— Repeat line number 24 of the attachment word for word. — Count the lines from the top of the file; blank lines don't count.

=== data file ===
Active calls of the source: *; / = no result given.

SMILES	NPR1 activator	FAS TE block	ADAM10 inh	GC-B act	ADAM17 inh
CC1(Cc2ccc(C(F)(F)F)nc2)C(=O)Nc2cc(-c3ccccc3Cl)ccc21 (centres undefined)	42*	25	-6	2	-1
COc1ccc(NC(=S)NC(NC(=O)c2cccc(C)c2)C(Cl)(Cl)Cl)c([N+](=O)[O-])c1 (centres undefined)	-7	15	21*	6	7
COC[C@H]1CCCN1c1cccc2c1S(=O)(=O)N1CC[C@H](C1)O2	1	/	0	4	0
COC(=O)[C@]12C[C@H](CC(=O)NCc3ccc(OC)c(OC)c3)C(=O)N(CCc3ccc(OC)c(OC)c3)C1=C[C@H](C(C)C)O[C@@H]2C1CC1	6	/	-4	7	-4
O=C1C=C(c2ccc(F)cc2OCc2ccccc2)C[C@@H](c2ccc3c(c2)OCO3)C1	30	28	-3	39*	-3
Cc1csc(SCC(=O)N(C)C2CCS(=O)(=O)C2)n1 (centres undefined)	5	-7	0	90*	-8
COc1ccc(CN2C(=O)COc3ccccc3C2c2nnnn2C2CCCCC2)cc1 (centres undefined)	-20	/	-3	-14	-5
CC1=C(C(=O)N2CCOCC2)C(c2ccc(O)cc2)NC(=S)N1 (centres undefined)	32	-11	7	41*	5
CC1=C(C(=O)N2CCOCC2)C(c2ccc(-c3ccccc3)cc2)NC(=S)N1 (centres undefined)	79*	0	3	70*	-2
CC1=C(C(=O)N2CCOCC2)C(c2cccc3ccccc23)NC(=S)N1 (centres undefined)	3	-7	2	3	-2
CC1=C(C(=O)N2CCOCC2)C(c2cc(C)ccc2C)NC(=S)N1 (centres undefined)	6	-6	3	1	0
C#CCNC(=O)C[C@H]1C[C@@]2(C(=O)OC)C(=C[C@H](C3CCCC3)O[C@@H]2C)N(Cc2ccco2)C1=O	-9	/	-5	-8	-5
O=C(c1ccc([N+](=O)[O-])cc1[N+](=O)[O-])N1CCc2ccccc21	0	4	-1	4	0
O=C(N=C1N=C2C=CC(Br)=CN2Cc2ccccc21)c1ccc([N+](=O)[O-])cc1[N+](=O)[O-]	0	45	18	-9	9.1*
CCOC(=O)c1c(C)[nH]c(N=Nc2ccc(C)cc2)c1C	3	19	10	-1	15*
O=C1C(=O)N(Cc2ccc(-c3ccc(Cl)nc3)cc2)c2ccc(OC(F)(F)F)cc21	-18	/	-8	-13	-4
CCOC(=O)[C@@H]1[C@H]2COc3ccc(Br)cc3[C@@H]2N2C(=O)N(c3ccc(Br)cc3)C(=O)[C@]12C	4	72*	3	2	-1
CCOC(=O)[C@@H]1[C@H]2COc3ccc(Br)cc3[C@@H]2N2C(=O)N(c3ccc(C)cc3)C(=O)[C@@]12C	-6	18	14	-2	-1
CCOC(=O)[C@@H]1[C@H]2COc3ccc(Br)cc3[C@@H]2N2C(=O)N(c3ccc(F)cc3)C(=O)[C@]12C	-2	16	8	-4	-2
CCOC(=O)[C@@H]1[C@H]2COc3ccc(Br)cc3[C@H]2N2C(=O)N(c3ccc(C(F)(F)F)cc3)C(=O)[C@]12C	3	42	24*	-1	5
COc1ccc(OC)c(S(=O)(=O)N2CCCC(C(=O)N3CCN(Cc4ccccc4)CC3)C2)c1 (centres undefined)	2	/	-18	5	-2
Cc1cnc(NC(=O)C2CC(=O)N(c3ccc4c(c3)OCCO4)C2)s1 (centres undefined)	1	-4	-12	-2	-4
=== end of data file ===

Cc1cnc(NC(=O)C2CC(=O)N(c3ccc4c(c3)OCCO4)C2)s1 (centres undefined)	1	-4	-12	-2	-4